Tuesday, October 3, 2017

The St. Louis Tickle and the Funky Butt.

What is the implication, a smell, a lack of hygiene, or worse? The name seems more suitable for a dirty joint in a bordello district” stated a letter to the Webster-Kirkwood Times newspaper about the St. Louis group, the Funky Butt Brass Band. Surely the writer was facetious using that Victorian reference for a whorehouse, and maybe they were being clever knowing that the statement itself has a history that goes back to when the song was written, a over a hundred years ago.

The St. Louis Tickle” was a song known for many years along the Mississippi river in the late 19th century. It was a dirty ditty and in certain bible-belt Missouri towns just singing it could get you a night in jail.

Ragtime music expert, the late Trebor Tichenor, found that it was well known in rural Missouri as “Funky Butt” and the tune appeared in several early rags. It's there in the chorus of Scott Joplin's “Sarah Dear.”

Tichenor described the unexpurgated version of the song as “a notorious bit of musical low-life,” having heard old-timers tell that as children they would get their faces slapped if they were caught singing it. Jack Conroy grew up in Moberly, Missouri, and recalled only a few lines from when he was a boy:
"Fifteen nickels and a rusty dime,
Will buy a little funky butt any old time.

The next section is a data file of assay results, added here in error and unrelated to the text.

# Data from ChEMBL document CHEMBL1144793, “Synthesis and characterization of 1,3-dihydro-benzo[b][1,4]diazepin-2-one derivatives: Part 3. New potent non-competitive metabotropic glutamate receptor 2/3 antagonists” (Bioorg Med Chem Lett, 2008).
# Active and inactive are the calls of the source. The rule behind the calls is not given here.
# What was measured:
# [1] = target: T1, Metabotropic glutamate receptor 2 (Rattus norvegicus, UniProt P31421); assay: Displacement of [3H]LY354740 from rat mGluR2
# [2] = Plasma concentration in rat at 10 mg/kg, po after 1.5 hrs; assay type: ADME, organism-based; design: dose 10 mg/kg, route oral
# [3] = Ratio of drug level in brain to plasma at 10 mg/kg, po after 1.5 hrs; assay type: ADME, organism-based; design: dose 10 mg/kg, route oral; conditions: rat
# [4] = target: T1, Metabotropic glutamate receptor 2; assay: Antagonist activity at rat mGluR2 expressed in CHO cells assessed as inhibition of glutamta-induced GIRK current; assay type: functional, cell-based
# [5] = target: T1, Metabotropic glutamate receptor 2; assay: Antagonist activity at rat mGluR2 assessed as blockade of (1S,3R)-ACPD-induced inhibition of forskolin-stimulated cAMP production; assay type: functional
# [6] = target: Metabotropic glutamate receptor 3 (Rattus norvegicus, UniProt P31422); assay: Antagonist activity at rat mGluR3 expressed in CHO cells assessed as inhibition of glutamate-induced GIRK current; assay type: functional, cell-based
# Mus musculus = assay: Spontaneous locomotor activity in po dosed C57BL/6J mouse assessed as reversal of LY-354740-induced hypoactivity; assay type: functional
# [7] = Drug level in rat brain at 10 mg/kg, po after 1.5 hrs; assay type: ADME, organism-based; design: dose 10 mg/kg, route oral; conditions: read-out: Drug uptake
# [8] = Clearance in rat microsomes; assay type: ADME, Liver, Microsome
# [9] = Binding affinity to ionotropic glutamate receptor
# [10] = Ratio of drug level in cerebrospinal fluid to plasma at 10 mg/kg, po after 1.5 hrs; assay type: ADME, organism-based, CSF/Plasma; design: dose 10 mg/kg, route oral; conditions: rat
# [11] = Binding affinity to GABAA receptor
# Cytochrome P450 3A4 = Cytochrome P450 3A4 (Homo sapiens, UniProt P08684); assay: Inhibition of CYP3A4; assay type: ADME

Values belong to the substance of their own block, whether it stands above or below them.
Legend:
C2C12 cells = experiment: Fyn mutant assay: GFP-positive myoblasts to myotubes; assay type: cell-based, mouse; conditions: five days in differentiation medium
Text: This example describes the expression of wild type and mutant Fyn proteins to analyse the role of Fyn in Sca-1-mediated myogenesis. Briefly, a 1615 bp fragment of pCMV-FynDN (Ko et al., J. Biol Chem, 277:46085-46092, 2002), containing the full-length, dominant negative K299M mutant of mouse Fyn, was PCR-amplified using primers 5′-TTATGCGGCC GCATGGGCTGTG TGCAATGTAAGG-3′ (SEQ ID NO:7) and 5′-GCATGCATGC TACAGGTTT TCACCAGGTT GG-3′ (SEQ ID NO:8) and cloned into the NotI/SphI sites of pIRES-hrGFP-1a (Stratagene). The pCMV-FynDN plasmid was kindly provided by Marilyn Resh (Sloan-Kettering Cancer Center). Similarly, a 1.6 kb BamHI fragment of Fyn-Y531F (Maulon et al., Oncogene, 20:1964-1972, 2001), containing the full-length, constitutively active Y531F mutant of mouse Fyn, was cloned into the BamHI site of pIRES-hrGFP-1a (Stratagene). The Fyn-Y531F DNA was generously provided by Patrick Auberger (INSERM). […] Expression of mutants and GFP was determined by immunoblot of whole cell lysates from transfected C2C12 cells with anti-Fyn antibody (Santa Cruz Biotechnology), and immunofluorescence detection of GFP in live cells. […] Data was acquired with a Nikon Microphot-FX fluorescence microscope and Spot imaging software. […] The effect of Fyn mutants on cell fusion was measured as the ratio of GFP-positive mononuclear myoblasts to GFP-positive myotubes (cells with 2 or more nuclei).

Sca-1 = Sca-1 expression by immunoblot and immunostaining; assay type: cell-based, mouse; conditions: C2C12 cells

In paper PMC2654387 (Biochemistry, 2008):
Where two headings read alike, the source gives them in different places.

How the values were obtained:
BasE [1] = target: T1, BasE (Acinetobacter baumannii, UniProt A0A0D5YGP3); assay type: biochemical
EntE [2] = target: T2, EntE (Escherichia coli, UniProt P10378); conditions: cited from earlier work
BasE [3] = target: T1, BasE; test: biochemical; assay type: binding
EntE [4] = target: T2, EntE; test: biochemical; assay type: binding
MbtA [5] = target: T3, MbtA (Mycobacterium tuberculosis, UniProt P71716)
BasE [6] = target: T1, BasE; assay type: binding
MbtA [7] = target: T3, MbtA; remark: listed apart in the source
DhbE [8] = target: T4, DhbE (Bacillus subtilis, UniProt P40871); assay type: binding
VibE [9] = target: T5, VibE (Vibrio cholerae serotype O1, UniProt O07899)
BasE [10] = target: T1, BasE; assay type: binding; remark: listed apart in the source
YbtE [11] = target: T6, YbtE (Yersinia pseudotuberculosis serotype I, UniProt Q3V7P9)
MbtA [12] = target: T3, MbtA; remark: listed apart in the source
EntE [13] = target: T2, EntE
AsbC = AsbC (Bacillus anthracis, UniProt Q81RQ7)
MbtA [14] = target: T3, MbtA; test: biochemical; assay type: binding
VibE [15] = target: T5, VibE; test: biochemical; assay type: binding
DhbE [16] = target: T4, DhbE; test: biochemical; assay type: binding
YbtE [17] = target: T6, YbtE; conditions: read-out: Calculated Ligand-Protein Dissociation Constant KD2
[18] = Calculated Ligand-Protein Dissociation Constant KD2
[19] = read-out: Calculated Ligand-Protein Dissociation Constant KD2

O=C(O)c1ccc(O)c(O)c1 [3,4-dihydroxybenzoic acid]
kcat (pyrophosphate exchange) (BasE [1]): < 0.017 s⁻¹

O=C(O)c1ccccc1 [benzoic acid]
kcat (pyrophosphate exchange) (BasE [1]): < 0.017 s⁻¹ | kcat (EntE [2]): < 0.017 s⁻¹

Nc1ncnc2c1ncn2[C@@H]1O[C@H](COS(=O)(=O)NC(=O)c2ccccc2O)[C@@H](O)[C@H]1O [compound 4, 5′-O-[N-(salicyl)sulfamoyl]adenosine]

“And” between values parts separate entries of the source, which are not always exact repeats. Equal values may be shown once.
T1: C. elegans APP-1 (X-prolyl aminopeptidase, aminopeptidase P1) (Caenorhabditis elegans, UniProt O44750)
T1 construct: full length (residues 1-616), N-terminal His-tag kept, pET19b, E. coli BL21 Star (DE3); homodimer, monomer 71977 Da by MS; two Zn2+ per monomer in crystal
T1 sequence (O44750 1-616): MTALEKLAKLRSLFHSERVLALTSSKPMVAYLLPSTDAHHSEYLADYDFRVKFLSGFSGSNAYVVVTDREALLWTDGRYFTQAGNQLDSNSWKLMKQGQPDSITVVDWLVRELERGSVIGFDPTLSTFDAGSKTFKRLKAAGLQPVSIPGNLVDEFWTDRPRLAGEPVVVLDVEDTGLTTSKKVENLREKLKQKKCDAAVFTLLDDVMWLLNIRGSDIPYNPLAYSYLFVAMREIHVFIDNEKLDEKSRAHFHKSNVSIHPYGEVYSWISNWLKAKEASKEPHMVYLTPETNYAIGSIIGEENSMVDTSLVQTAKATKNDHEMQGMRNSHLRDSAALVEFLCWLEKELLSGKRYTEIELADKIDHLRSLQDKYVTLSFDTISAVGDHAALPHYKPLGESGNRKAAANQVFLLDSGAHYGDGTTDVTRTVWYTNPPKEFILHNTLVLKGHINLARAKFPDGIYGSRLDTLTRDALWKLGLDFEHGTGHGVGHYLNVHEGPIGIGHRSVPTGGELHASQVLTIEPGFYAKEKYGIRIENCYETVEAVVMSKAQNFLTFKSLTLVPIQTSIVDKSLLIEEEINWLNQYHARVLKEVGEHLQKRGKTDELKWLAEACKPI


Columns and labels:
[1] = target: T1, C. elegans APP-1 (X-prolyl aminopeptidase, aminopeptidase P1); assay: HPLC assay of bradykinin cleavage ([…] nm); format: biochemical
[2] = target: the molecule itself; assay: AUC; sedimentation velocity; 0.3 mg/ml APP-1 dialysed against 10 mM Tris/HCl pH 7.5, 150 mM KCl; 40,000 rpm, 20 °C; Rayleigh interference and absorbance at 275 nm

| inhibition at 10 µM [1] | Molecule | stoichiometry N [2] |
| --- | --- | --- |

In 1903, the Pierce City newspaper tells of Missouri's early music legend, Theron Catlen Bennett having success with his tunes in Chicago including the "Tickle." The Chicago publisher rushed it out as an instrumental rag two-step and it went over very well at the St. Louis World’s Fair and then swept the country as an early national popular hit. 

That’s American music history. But then Jelly Roll Morton came along.

The St. Louis Post-Dispatch, 19 June 1904

A third of a century after “The St. Louis Tickle” was a hit song, Morton recorded a song he called “Buddy Bolden's Blues” for the United States Library of Congress and introducing it by saying that, “This tune was wrote about 1902, but, later on, was, I guess I'll have to say it, stolen by some author and published under the title of the 'St. Louis Tickle.'

Morton, the darling of New Orleans jazz fanatics, told this story about how a long time ago in New Orleans this great song was written by some mystery guy and then later another mystery guy used it as his song and then it was stolen from New Orleans by somebody and nobody knew this except Morton.

Right, well, there’s nothing that corroborates Morton’s story or his unknown music legends, yet his story is the story of the “Funky Butt / St. Louis Tickle” song, documented in the official archive of United States history and it’s taught as music history.

What is true is that this bawdy low-life song from Missouri and St. Louis has always offended somebody. And that also sort of sums up the St. Louis blues: there's always been plenty of folk who clean up by slapping foul-mouths and ridding the place of its offensive bordello airs.

Jelly Roll Morton made many dubious self-serving claims and most were never challenged. In many cases, original facts and information about early American music were forgotten in favor of stories Morton told in 1939. Check the blogpost SOAP SUDS.

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